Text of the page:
2. There is some importance to the legacy I leave the world even if I'm not longer there to enjoy its fruits. Helping medicine science to cure others and/or getting rid of my body in an environmentally friendly way go a long way.
3. Giving people choice is nice and all, but what if the choice they make is morally wrong? What my family tends to do with its dead, i.e. make their grave a pilgrimage site (visited much more often than twice a year), is way wrong in my book. So wrong I have a big problem assisting it even on the other side of death. We all agree of the need to help the family deal with the change, but what they're doing is the opposite - by worshipping the grave they fail to come to grips with reality and continue with their lives.

There is a problem with donating the body to medicine and letting the family have its farewells with it first, in that by the time the family finishes off the body might not be useful anymore. In that case, I think medicine takes precedence over family.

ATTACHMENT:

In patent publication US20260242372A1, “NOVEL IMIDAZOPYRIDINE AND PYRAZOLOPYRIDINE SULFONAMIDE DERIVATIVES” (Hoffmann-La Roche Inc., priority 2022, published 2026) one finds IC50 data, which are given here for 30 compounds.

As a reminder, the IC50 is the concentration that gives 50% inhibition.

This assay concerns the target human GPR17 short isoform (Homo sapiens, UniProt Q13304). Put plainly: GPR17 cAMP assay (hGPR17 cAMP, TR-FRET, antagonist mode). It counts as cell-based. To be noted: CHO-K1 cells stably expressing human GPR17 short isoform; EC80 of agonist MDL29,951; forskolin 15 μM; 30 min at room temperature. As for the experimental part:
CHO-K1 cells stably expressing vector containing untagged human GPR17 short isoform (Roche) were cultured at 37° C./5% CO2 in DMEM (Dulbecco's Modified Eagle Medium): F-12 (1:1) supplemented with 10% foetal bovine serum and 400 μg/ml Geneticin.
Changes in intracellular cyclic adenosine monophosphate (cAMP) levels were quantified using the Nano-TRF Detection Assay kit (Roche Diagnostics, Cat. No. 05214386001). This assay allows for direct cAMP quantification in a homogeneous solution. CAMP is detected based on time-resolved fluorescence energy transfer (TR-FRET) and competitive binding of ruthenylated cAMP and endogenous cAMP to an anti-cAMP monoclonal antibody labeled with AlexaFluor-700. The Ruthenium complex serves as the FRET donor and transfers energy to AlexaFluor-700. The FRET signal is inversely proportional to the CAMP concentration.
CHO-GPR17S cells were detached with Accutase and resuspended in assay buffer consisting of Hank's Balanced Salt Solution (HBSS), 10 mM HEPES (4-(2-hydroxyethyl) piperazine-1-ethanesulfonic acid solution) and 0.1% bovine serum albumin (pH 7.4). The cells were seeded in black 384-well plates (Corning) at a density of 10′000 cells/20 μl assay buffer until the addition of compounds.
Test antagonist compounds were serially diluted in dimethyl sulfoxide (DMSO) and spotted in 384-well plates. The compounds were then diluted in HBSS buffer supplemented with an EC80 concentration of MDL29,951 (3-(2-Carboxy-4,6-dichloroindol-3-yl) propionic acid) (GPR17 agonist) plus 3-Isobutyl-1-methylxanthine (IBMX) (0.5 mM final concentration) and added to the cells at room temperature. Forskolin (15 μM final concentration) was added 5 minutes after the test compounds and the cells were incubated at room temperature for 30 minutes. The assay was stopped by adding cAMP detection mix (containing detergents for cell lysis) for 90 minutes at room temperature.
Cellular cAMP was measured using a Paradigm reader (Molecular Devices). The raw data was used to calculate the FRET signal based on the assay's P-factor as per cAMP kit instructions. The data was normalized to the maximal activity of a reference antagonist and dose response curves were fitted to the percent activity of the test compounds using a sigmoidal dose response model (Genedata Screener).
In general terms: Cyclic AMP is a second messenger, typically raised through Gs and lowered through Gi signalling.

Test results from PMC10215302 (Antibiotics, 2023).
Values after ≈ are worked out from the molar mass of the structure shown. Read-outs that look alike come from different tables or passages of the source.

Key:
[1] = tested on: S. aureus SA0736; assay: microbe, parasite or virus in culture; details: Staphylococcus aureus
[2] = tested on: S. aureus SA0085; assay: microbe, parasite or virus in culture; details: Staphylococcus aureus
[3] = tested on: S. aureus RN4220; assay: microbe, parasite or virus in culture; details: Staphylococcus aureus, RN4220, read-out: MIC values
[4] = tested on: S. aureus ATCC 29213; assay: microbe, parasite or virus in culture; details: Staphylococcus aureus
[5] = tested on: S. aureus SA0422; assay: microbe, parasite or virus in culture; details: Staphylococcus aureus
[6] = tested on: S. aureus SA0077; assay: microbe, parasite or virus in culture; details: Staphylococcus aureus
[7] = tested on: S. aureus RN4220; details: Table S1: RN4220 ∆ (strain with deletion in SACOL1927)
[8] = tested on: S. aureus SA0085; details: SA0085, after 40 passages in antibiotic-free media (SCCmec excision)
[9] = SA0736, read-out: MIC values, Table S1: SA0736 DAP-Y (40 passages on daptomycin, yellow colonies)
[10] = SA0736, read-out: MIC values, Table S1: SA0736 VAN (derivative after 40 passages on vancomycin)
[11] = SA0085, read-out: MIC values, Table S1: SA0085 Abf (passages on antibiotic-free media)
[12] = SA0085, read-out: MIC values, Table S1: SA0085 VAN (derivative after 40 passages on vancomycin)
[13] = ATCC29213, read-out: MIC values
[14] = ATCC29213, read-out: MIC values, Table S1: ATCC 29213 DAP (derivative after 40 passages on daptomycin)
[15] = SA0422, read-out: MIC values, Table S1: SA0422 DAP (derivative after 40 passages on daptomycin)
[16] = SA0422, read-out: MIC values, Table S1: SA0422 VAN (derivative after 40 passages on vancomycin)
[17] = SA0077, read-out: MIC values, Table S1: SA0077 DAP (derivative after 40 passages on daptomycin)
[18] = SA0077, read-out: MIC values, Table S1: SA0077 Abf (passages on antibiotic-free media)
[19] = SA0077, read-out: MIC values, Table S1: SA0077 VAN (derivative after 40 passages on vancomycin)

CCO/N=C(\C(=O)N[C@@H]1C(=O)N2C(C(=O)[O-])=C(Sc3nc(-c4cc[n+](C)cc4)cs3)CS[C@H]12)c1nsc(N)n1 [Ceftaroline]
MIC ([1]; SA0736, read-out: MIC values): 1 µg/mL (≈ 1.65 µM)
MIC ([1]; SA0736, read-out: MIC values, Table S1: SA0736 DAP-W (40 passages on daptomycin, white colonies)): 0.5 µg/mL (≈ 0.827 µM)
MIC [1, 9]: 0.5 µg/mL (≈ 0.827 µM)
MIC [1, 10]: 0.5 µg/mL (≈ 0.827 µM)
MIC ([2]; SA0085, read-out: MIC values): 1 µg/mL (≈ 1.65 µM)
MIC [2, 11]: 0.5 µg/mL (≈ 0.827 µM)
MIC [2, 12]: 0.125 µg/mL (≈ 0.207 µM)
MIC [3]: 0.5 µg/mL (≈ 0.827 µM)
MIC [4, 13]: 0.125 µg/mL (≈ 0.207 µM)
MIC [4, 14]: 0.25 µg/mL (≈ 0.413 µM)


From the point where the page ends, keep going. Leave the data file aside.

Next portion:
I'll further and expand on my second point above. If my body parts can help any living person through organ donation, I would expect nothing else but these organs being used to help others as quickly and effectively as possible – even if that means no family farewelling. The way I see it, the family's need to say farewell is a pale argument next to the potential contributions of organ donations.

P.S. The rabbis in the funerals I've attended said two words on how the dead were "just" and "faithful". The latter was certainly not the case with my uncle.